Conservatives are good at criticizing the government for picking winners and losers — and they’re right to do so. Politicians and bureaucrats cannot allocate resources as efficiently as the market. The free market is the greatest welfare program ever invented.
But if the free market is worth protecting, conservatives must do a better job calling out corporations that participate in cronyism, as well. Doing so will raise tricky questions for conservatives. To what standard must we hold companies? What is ethically acceptable and what is not? . . .
When the ethanol industry writes an ethanol mandate, or H&R Block hatches a policy that crushes its small competitors, it’s legal. But it’s also a naked attempt to extract money from unwilling payers, restrict the freedom of competitors, and deny options to customers. This is the sort of behavior conservatives and libertarians need to denounce.
While Carney concedes that there is a grey area in practically judging corporate behavior in a mixed economy that raises some tough questions, he insists “these are questions free-market folks need to start discussing. . . . even if it means using the language of corporate social responsibility.”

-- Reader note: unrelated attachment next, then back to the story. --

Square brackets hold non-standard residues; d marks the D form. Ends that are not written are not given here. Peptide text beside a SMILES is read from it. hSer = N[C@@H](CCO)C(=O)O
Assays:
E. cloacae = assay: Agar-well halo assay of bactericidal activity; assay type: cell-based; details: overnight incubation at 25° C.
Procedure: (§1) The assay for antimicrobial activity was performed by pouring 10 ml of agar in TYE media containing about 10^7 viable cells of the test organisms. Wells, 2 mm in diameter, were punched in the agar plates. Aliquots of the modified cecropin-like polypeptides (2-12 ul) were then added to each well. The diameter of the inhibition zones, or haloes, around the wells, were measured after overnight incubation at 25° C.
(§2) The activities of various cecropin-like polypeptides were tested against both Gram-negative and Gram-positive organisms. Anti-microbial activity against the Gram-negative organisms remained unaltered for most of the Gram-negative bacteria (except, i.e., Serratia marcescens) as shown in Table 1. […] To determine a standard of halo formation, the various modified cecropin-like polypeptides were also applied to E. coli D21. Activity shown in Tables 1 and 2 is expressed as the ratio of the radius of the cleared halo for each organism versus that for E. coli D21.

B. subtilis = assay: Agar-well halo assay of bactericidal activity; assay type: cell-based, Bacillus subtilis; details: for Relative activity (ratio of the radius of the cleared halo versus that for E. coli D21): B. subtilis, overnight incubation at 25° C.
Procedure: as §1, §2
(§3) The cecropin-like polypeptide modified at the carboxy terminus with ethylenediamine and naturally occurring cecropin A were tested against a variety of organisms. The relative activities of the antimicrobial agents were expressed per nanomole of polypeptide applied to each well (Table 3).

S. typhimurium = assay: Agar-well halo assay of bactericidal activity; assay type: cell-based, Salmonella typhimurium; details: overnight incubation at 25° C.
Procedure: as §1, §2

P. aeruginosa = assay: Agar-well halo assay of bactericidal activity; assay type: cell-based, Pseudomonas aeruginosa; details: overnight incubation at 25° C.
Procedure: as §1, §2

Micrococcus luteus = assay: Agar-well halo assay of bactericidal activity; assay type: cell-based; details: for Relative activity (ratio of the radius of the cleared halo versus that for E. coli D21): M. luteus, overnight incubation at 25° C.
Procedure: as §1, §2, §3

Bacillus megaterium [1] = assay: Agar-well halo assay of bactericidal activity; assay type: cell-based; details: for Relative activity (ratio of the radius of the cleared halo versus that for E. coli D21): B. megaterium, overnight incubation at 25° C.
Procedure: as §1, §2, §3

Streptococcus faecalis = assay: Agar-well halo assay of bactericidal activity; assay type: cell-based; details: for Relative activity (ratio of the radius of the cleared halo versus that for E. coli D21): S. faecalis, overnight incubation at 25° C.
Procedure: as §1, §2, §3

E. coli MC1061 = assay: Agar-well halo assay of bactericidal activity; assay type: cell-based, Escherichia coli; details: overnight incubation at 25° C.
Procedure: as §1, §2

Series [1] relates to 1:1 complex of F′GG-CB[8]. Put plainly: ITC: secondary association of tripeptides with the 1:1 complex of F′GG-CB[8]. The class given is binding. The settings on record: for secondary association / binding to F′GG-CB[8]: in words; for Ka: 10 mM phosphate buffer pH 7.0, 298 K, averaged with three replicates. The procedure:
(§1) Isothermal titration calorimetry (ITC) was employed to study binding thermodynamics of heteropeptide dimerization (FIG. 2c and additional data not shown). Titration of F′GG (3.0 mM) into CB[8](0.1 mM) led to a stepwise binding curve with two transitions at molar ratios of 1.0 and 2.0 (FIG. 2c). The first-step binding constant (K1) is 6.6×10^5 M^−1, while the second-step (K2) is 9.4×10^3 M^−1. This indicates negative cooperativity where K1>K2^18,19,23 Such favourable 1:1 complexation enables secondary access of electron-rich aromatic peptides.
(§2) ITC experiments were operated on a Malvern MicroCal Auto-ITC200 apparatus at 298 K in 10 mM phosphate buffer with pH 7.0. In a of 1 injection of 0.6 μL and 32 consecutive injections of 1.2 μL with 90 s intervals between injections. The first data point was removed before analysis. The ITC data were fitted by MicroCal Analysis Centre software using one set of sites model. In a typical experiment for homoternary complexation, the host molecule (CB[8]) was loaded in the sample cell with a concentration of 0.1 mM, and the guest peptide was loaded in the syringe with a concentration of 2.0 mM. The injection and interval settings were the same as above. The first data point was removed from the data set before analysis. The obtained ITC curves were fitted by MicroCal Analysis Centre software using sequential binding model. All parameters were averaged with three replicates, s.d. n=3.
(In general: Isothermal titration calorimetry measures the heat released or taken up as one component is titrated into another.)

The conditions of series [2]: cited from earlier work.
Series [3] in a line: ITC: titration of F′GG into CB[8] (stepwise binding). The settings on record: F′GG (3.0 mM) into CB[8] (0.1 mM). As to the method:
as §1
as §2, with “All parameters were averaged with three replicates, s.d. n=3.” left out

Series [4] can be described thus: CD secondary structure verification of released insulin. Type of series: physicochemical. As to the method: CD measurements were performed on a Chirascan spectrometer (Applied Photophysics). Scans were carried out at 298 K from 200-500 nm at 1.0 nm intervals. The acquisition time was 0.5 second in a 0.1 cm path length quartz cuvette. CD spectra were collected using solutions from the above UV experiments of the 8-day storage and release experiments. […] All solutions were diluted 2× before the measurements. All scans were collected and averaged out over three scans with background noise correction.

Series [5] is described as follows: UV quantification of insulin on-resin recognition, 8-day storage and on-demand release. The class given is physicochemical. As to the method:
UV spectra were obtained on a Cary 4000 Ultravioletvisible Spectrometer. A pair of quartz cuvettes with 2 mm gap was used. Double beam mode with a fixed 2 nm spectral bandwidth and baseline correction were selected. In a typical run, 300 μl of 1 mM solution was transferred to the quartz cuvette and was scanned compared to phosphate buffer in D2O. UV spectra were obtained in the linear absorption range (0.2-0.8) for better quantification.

It appears that the Fed’s zero-interest-rate and QE policies have finally achieved its insane goal of re-igniting a housing bubble.
The Case-Schiller 20-City Index shows that housing prices increased by 1.2 percent in February and 9.3 percent year-over-year. All cities included in the index experienced substantial gains, which have been driven by staggeringly large increases in the bottom tier of the market. In Phoenix housing prices rose by 23 percent over the past year, but by 39 percent in the bottom third of the housing market. Las Vegas home prices were up by 17.6 percent in the past year while prices for houses in the bottom tier rose by 34.2 percent, and at an annual rate of 56.2 percent in the last three months. In Atlanta, bottom-tier home prices rose 36 percent year-over-year and at an annual rate of 70 percent in the past three months.
In light of the current data, Dean Baker, one of the few left-of-center economists to issue an early warning about the last housing bubble, sees signs of a renewed housing bubble on the horizon: